I shared my route with Njord and others and we all used it. The files are still on http://www.wartnaby.org/running/ (search for "Garmin course files", near the bottom in table of race results). However, the 2012 route might well be different, so check first, and maybe get a 2011 trace from Njord or someone else. I went a bit wrong when switching canals in 2010, so watch out for that in my recorded route! www.bikehike.co.uk is excellent for plotting and revising Garmin tracks (you can see the OS map and aerial view simultaneously, though they can get a bit out of register -- trust the aerial). You need to practice following a plotted route in training.
5.3M to work today including 2M at 5:52/M (2.4 kg rucksack) -- I've started another "active taper" for my 10M race on Sun, so I won't do a big mid-week run this week.
Incidentally, I've also used a Garmin pre-plot in a couple of races and been grateful for it when marshalling wasn't quite as thorough as it could have been -- including a XC where the leader guessed wrongly and ended up in 3rd behind me! And if I'm going on business or staying with friends I can do a rough route to follow and then run like a native somewhere I've never been before. It really works well; you can run full tilt knowing that you'll never get more than a few tens of metres off course before you notice there's a problem at least. Screenshots on this page: http://www.wartnaby.org/running/bgr/bgr_for_flatlanders.htm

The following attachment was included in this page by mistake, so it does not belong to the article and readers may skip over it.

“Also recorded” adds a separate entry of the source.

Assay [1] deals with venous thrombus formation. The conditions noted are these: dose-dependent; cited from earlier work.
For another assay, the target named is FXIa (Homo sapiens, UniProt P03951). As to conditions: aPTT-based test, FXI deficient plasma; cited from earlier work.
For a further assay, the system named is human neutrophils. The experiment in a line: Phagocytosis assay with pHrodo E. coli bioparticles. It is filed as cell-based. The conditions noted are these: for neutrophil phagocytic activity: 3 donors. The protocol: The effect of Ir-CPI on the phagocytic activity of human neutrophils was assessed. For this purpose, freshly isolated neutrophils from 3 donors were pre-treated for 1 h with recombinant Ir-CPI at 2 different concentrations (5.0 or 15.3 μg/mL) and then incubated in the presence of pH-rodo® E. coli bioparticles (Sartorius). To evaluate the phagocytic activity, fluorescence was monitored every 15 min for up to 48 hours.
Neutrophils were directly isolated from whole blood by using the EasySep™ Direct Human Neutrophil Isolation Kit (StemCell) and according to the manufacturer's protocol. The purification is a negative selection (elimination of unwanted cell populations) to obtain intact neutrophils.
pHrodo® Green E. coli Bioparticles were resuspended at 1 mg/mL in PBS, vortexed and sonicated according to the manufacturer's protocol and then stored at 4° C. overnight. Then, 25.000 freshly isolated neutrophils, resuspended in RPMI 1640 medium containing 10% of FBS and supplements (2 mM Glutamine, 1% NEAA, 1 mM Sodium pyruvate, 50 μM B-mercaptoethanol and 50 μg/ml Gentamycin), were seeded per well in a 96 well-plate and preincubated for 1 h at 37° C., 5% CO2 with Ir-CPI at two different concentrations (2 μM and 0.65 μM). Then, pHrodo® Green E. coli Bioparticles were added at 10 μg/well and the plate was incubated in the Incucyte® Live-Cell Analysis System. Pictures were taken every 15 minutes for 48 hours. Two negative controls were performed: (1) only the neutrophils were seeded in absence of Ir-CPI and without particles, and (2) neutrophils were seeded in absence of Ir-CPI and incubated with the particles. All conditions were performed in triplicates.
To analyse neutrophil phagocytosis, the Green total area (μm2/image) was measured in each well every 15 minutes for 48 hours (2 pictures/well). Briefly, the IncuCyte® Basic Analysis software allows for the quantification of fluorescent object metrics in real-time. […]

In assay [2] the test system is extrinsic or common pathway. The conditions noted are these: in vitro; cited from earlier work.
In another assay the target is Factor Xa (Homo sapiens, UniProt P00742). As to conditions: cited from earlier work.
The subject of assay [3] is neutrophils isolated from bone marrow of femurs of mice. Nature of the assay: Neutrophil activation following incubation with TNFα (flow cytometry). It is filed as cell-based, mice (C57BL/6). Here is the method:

Cheers Padams. That sounds pretty much ideal for what I want then.
Haha. You're welcome LS21. What did you think of them?
Nice target with the back to back sub-3s Njord!
Padams - I've had some success at ultras over the years, and back to back long runs are usually the way forward. Key is to drop the pace but increase the time on feet, so you're not trashing yourself and you will recover easily within 12-24 hours.
One of my favourite runs which I've been doing a few times a year for the the past decade, is to get the train to somewhere 30-35 miles away and run home. Means that you can't take shortcuts or bail out. Easier on the mind than going door to door.
In recent years I've done a couple of two day out & back races. 2 x 40 miles and 2 x 33 miles. On both I went as hard as possible on Day 1. But on Day 2, due to the inevitable soreness/tightness I started out more steadily and eased into it. On both occasions I ended up running quicker than on Day 1. Moral of the story being that in an ultra, the majority go off like the clappers and tire, but the successful tend to start slow and build up. If you treat your training the same way you won't go wrong.
Padams - you could certainly follow someone until Denham (22 miles), and navigation is very straightforward after there. In 2010 this was precisely what I did - following the eventual winner (aforementioned Mr Stewart) who stopped every mile or so for 30 seconds to check maps, thereby allowing me to catch him up. At 22 miles, he no longer needed to navigate and ended up beating me by 15 minutes or so!
The course hasn't changed in the three years I've run it (in 2009, I think there was a diversion off the grand union canal), but bizarrely I haven't managed to run the same route twice, having made at least a couple of minor navigation errors each year (only costing me 400 metres or so each time - largely thanks to Charlie's great work with the pre-loaded route). I'm more than happy to send you the route I ran this year, which I think is pretty damned close to the 'proper' route (just a couple of minor error - one at 3 miles, and another at Latimer).
Meh. I already have the maximum number of spammers on 'ignore'. Out, damn Spam.
...as if we need any more proof that Nike's trainer design department are taking some reaally baaaad drugs at the moment. Jesus Christ!!
Well executed LS21 and Ode, MTR likes to run similarly too (when he's fit instead of fat !)